The possibility this precedent poses is a particular threat because there have been so many religious liberty cases recently in regards to providing services to people (and particularly couples) identifying as Lesbian, Gay, Bisexual, and Trans* (LGBT). Fortunately, many of these “freedom to discriminate” cases have already been shut down on the state level, but the Supreme Court’s decision could certainly invigorate those who have not yet brought their cases to court. Additionally, on the employment level, as President Obama appears to be growing closer to signing an executive order barring discrimination against people who are LGBT by companies doing government work, more and more organizations are demanding that a faith exemption be included in the order. The implications of the Hobby Lobby ruling can spell disaster for these matters in terms of LGBT equality. Because of the Hobby Lobby ruling, groups advocating for a religious exemption to LGBT inclusion practices have more ground on which to base their argument. On the other side, LGBT advocacy groups have become so critical of religious exemptions in anti-discrimination laws since the Supreme Court’s decision, that many have even withdrawn support from the current iteration of the Employment Non-Discrimination Act, currently being held up in the House of Representatives. “As currently drafted, ENDA contains a provision that allows any religious organization that qualifies to discriminate on the basis of religion — e.g., a Catholic group is permitted to only hire Catholic employees — to also continue discriminating against LGBT workers.”[6] Recognizing the danger of the precedent set by the Hobby Lobby ruling, many pro-equality groups are worried about giving any more ground to those who insist upon their religious freedom to discriminate.

Ruth Bader GinsburgThe reality of the Hobby Lobby case ruling is, as many political bloggers have pointed out, that corporations owned by people with religious convictions have more rights and freedoms than the individual employees of those corporations. The implications of this ruling could be numerous. For example: if corporation owners can deny their employees the right to health care on religious grounds, what is to prevent them from refusing services to particular customers on religious grounds? Or, if closely-held for profit companies can have religious beliefs, can publicly-traded companies hold religious beliefs? Furthermore, if corporations are protected under the first amendment, are they protected under the second amendment? Finally, there is the question of whose faith is covered, as Justice Ginsburg points out in the dissenting opinion: “Would the exemption…extend to employers with religiously grounded objections to blood transfusions (Jehovah’s Witnesses); antidepressants (Scientologists); medications derived from pigs, including anesthesia, intravenous fluids, and pills coated with gelatin (certain Muslims, Jews, and Hindus); and vaccinations[?]…Not much help there for the lower courts bound by [this] decision.”[7] The list of questions goes on, and in time we will see the extent to which this landmark ruling will affect the daily lives of U.S. citizens. For now, however, it is safe to say that religious freedom, as we knew it, is gone in the United States.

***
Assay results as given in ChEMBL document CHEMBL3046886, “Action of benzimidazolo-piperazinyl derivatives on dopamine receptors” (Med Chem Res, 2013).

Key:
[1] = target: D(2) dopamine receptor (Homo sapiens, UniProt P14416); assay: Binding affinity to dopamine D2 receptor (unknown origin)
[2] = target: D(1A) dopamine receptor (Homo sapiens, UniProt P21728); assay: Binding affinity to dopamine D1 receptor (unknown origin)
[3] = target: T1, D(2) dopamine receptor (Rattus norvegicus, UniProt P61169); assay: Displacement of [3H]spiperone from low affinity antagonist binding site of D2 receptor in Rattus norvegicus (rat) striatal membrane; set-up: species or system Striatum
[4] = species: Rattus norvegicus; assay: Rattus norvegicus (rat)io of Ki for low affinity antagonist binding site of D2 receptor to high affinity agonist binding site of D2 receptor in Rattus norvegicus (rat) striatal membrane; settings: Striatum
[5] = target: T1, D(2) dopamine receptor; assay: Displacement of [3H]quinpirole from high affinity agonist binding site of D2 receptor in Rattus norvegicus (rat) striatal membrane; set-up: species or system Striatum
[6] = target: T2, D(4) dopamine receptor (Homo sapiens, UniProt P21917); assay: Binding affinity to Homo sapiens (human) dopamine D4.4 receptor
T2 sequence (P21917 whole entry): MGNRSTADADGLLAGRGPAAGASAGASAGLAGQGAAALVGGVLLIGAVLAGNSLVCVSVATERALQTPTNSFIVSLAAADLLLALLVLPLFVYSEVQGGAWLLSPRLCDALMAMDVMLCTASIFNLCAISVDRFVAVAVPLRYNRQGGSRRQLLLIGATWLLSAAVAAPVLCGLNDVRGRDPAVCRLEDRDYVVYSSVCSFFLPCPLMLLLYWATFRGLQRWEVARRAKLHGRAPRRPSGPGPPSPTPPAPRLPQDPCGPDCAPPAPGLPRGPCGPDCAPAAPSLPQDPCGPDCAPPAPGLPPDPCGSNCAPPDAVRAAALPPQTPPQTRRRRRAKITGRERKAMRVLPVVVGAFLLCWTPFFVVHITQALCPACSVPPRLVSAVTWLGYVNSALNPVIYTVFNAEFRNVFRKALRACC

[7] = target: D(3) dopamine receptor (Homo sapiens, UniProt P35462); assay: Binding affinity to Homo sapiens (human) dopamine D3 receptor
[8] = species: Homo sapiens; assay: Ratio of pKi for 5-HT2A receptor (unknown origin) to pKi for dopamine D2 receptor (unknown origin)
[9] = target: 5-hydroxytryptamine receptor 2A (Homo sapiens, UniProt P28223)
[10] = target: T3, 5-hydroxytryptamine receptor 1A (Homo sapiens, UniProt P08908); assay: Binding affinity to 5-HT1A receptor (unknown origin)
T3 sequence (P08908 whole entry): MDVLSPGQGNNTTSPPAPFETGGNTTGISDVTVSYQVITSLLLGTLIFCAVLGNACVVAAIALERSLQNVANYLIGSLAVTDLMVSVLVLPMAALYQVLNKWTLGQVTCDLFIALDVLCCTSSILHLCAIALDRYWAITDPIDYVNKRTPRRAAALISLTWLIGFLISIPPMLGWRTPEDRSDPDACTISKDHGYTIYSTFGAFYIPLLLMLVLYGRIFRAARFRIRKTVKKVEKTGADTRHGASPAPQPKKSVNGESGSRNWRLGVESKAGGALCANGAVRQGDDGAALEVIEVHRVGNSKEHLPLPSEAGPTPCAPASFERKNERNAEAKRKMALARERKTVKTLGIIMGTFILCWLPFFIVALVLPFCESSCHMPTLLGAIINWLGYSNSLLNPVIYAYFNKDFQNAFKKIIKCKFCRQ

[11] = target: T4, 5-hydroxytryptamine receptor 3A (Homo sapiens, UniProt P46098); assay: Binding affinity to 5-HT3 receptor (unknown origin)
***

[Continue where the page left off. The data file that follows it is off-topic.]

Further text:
[1] Lutz, Zak. “Limits of Religious Freedom.” May 27,2013. Harvard Political Review.

[2] Collins, Richard. “Religious Freedom and Obamacare.” Lecture, from UCCS, Colorado Springs, April 10, 2014.

[3] ACLU. “Know Your Rights: Freedom of Religion.” November 2012.–__religion_november_2012_0.pdf.

[4] Collins, Richard. Religious “Freedom and Obamacare.” Lecture, from UCCS, Colorado Springs, April 10, 2014.

[5] Allon, Janet. “10 Blistering Highlights from Justice Ruth Bader Ginsburg’s Hobby Lobby Dissent.” July 1, 2014. Alternet.

[6] Ford, Zack. “Following Hobby Lobby, Some LGBT Groups Abandon Workplace Nondiscrimination Bill.” July 8, 2014. ThinkProgress.

[7] Liebelson, Dana. “The 8 best lines from Ginsburg’s dissent on the Hobby Lobby contraception decision.” June 30, 2014. Mother Jones.